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Source: CATO HEADLINES

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The Mises Institute Is Now on Instagram

October 30, 2013 in Economics

By Ryan McMaken

If you’re like me, you’ve concluded that reading messages up to 140 characters in length on Twitter is simply too exhausting. Who has the time?

If you’d like to know about the Mises Institute’s latest publications, events, news, media appearances, and videos by merely glancing at an image, then the Mises Institute’s new Instagram account is for you.

If you have photos of your own from Mises Institute events that you’d like to share, feel free to send them to me at rwmcmaken@mises.org.

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Source: MISES INSTITUTE

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The Death Penalty Is Just One of Many Things the State Does Badly

October 30, 2013 in Economics

By Mises Updates

6571

Marc Hyden writes in Mises Daily:

The framework that governs the death penalty guarantees dysfunction. Elected prosecutors are given broad discretion to decide to seek a death sentence or not — regardless of the wishes of the victim or victim’s family members. Political, rather than moral or legal, considerations sometimes drive elected officials to pursue a death sentence. Even the juries are designed to support the death penalty. If a prosecutor seeks capital punishment, then a person who opposes the death penalty is generally not permitted to serve on that jury. If that alone isn’t problematic enough, the appeals process that is currently in place is there not to introduce new evidence but to ensure the convicted was given a fair initial trial. It remains incredibly difficult to introduce new evidence. This framework favors the death penalty and the will of the government over protecting the rights of the people.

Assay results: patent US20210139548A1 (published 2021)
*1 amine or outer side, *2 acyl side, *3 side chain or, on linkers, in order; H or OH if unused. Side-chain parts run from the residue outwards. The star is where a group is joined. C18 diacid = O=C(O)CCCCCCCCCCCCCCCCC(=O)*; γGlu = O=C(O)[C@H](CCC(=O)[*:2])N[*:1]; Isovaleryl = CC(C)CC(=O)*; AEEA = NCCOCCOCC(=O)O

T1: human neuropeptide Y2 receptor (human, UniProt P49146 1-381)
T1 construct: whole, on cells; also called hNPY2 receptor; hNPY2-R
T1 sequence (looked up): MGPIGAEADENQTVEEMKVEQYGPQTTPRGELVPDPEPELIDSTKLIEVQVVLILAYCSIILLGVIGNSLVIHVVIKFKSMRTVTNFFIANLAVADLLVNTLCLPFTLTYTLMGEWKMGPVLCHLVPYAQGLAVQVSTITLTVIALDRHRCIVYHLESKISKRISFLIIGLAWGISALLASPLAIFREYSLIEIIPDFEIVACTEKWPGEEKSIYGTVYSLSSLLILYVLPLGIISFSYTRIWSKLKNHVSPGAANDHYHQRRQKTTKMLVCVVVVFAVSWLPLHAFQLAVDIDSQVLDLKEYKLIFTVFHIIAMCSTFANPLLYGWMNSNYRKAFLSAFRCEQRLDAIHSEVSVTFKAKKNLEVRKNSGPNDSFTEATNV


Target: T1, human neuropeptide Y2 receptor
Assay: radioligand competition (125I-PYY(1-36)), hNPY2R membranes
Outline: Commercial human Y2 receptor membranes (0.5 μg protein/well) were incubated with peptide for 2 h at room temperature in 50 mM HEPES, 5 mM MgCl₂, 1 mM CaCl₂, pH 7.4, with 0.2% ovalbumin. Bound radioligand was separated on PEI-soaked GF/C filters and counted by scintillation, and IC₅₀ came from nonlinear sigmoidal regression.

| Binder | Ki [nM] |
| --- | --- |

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Source: MISES INSTITUTE

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Sen. Paul Plans to Hold Janet Yellen'sNomination

October 30, 2013 in Politics & Elections

Sen. Rand Paul today issued the following letter to Sen. Harry Reid announcing his intent to hold the nomination of Dr. Janet Yellen as the Chairman of the Federal Reserve unless S. 209, the Federal Reserve Transparency Act, is also considered.

‘The American people have a right to know what this institution is doing with the nation’s money supply. The Federal Reserve does not need prolonged secrecy-it needs to be audited, and my bipartisan Federal Reserve Transparency Act will do just that,’ Sen. Paul said.

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Source: RAND PAUL